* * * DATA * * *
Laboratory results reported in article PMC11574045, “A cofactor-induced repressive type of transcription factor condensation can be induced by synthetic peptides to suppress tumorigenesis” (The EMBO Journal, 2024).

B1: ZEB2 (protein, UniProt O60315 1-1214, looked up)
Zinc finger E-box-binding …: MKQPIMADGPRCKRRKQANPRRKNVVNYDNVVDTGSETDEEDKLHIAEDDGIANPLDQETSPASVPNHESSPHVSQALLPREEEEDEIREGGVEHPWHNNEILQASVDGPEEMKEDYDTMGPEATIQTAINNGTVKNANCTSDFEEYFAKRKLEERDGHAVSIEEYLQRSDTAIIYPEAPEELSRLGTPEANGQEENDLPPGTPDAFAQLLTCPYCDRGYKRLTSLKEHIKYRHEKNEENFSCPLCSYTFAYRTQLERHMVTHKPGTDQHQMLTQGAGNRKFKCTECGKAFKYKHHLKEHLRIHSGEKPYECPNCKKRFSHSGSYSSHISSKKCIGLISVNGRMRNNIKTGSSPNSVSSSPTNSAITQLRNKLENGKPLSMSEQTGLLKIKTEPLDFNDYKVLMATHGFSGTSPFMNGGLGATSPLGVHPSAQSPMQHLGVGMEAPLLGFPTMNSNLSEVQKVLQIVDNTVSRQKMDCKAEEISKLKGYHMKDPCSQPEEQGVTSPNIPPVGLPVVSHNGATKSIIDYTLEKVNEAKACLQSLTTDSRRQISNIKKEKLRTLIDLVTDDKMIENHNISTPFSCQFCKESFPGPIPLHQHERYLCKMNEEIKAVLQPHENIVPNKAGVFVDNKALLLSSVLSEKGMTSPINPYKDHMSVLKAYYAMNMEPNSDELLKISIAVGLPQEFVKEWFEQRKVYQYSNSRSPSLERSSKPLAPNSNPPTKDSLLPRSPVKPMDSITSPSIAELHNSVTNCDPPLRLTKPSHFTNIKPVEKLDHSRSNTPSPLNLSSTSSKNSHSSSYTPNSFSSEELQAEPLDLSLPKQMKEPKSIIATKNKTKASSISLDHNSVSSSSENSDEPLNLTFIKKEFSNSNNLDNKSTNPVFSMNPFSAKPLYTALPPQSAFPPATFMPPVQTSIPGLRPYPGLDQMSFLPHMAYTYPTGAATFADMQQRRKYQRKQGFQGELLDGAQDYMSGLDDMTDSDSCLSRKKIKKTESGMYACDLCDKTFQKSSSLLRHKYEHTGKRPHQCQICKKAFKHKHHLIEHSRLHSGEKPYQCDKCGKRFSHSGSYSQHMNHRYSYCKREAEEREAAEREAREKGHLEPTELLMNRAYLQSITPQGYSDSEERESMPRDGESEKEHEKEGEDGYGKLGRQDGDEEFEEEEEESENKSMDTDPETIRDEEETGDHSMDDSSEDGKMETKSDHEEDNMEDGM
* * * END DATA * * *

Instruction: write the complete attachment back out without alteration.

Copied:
Laboratory results reported in article PMC11574045, “A cofactor-induced repressive type of transcription factor condensation can be induced by synthetic peptides to suppress tumorigenesis” (The EMBO Journal, 2024).

B1: ZEB2 (protein, UniProt O60315 1-1214, looked up)
Zinc finger E-box-binding …: MKQPIMADGPRCKRRKQANPRRKNVVNYDNVVDTGSETDEEDKLHIAEDDGIANPLDQETSPASVPNHESSPHVSQALLPREEEEDEIREGGVEHPWHNNEILQASVDGPEEMKEDYDTMGPEATIQTAINNGTVKNANCTSDFEEYFAKRKLEERDGHAVSIEEYLQRSDTAIIYPEAPEELSRLGTPEANGQEENDLPPGTPDAFAQLLTCPYCDRGYKRLTSLKEHIKYRHEKNEENFSCPLCSYTFAYRTQLERHMVTHKPGTDQHQMLTQGAGNRKFKCTECGKAFKYKHHLKEHLRIHSGEKPYECPNCKKRFSHSGSYSSHISSKKCIGLISVNGRMRNNIKTGSSPNSVSSSPTNSAITQLRNKLENGKPLSMSEQTGLLKIKTEPLDFNDYKVLMATHGFSGTSPFMNGGLGATSPLGVHPSAQSPMQHLGVGMEAPLLGFPTMNSNLSEVQKVLQIVDNTVSRQKMDCKAEEISKLKGYHMKDPCSQPEEQGVTSPNIPPVGLPVVSHNGATKSIIDYTLEKVNEAKACLQSLTTDSRRQISNIKKEKLRTLIDLVTDDKMIENHNISTPFSCQFCKESFPGPIPLHQHERYLCKMNEEIKAVLQPHENIVPNKAGVFVDNKALLLSSVLSEKGMTSPINPYKDHMSVLKAYYAMNMEPNSDELLKISIAVGLPQEFVKEWFEQRKVYQYSNSRSPSLERSSKPLAPNSNPPTKDSLLPRSPVKPMDSITSPSIAELHNSVTNCDPPLRLTKPSHFTNIKPVEKLDHSRSNTPSPLNLSSTSSKNSHSSSYTPNSFSSEELQAEPLDLSLPKQMKEPKSIIATKNKTKASSISLDHNSVSSSSENSDEPLNLTFIKKEFSNSNNLDNKSTNPVFSMNPFSAKPLYTALPPQSAFPPATFMPPVQTSIPGLRPYPGLDQMSFLPHMAYTYPTGAATFADMQQRRKYQRKQGFQGELLDGAQDYMSGLDDMTDSDSCLSRKKIKKTESGMYACDLCDKTFQKSSSLLRHKYEHTGKRPHQCQICKKAFKHKHHLIEHSRLHSGEKPYQCDKCGKRFSHSGSYSQHMNHRYSYCKREAEEREAAEREAREKGHLEPTELLMNRAYLQSITPQGYSDSEERESMPRDGESEKEHEKEGEDGYGKLGRQDGDEEFEEEEEESENKSMDTDPETIRDEEETGDHSMDDSSEDGKMETKSDHEEDNMEDGM